Bond yields did remain substantially higher than their 1998 lows during the period (up until recession was nigh in the summer of 2000), but it wasn’t the inflationary inferno many had promised. Presumed recklessness of all kinds hadn’t blown up markets or the economy, or markets and the economy, it merely led to a situation where bond market participants were content to hold on and see how the downside risks played out.
As they eventually did.
This example, while ignored in the mainstream today, hasn’t been unappreciated in bond markets outside JGB’s. New conventions about “stimulus” have been written and traded.
One reason why, all that government spending and borrowing “crowding out”, sort of, the private economy. In a situation where risks are not balanced, tilted openly toward the deflationary despite so much inflationary rhetoric, why wouldn’t the market prefer lending to the safest obligor (government) while at the same time eschewing funding on the private side?
The Japanese government had done the bond market a favor by being forced to issue more debt, supplying what was in demand which that market happily absorbed. In 1997, after “stimulus” spending earlier in the decade in the immediate aftermath of the initial crash, central government debt as a proportion of GDP had gone up to 74% (from a low of 38% in ’91). By 2001, the ratio was 104%; beyond the previously assumed threshold which was supposed to have triggered bond vigilantes and all the horrific consequences they’ve long feared.
What happened instead was that government grew in proportion of the overall economy – which didn’t. Stimulus didn’t stimulate; the alleged inflationary fuel never in danger of catching fire because there was no legitimate basis for it. Private investment most of all, it remained restrained no matter what the official sector proposed or which individual policy it pursued.
And all the while, the bond market continued to flourish; yields dropped and remained low for years, broken only occasionally.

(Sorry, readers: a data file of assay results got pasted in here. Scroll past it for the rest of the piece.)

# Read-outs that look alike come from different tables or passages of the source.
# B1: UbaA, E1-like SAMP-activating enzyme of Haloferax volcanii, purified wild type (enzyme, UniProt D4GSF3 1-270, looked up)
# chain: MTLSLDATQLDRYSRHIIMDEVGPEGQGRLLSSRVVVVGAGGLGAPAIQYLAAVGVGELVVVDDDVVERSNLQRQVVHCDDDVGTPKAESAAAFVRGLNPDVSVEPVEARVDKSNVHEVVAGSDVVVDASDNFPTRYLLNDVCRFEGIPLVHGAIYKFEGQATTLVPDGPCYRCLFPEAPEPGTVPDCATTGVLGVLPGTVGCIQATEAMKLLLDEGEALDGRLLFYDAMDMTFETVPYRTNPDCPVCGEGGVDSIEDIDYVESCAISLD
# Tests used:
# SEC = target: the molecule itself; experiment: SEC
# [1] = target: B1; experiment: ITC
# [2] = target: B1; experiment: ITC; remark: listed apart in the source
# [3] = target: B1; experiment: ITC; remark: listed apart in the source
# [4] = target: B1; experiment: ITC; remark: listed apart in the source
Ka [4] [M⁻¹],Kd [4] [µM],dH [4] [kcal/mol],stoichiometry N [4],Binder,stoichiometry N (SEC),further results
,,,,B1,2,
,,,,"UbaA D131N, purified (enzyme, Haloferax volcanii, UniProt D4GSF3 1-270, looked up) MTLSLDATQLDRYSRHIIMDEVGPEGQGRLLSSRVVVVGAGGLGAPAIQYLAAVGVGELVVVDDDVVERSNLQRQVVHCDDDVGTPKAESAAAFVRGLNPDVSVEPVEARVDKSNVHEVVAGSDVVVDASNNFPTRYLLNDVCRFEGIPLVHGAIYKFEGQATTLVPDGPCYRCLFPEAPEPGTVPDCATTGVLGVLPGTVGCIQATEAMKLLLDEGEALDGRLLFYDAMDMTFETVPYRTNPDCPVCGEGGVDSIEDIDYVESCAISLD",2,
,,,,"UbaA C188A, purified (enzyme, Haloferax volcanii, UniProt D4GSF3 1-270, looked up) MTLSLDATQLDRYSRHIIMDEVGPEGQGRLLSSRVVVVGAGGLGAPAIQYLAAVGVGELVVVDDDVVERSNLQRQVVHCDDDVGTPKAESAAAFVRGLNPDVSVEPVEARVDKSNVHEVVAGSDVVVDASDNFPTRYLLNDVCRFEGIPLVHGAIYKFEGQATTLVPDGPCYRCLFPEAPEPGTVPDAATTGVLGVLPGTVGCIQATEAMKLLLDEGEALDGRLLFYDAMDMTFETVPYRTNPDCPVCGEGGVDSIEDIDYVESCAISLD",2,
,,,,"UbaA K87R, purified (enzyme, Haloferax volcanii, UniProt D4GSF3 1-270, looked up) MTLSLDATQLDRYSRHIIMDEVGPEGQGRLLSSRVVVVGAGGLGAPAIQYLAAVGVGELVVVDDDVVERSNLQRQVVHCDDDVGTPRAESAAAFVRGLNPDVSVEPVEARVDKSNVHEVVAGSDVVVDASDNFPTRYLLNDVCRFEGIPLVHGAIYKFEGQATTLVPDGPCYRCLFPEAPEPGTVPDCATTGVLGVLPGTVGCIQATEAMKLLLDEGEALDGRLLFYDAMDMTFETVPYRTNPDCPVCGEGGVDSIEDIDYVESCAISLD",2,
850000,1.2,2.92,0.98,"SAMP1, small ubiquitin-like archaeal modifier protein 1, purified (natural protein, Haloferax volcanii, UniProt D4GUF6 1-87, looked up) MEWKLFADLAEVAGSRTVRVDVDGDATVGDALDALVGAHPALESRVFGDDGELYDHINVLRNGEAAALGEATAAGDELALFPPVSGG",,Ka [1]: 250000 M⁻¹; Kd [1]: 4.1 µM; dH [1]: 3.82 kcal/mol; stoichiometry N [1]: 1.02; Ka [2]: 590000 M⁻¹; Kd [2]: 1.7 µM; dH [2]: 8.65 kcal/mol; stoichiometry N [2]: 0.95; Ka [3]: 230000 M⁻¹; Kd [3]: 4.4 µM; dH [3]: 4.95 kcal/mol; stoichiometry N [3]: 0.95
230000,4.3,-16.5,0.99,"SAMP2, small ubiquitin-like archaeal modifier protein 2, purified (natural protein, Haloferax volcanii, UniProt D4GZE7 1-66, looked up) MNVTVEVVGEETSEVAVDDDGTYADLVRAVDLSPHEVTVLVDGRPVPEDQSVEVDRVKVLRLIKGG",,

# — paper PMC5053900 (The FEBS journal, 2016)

Sure, like ’99 and ’00, bond rates rose a bit as they have here at times during the post-crisis era but only when reflationary periods (rebounds short of recovery) happen to show up. But, as we saw back then, this wasn’t game changing mechanics a minute away from repeating Weimar Germany. Such a thing was never a realistic chance, even during those three months between ’98 and ’99.
In the grand scheme of lost decades, even that one legit bond rout was tiny.
There is this pervasive belief that a government, any fiscal authority, working in concert with a central bank can unleash inflation if only it puts its mind to it. In post-money central bank lore, all that’s required is “shock and awe”; a play upon people’s expectations. Huge numbers challenging previously established conventions.
The data and experience, however, consistently shows this is not the case; anywhere. On the contrary, what becomes clear is that whichever type government action is almost always proportional to the economic hole which provoked it. Size says nothing about its effectiveness, rather the degree of trouble already befallen whichever system.
A new convention has quietly taken over as a result.
The difference, always this difference, between these stubbornly incurable situations in the economy and the regular business cycle by which these inflationary concerns may hold validity is…the permanent shock. This is what changes everything.
“L” situation, rather than “V.” If an economy isn’t legitimately recovering, “stimulus” is nothing more than for show. The “L” always wins. The times when it seems like it won’t, those are far too brief and, in the grand scheme of things, genuinely uninspiring.
There are still those today who say that Japan is an isolated case, or its tortured history a product of Japanese factors alone. And they claim these things even as the US, Europe, and most of the rest of the world have followed along almost exactly the Japanese blueprint. From QE to budget busting, the actions have been eerily similar and so have the results.
This time is different, they always say. This time, they’ve gone too far!
It’s not the government which holds the key, no matter which number it might wish to attach. The answer, and the problem, only begins with the letter “L.”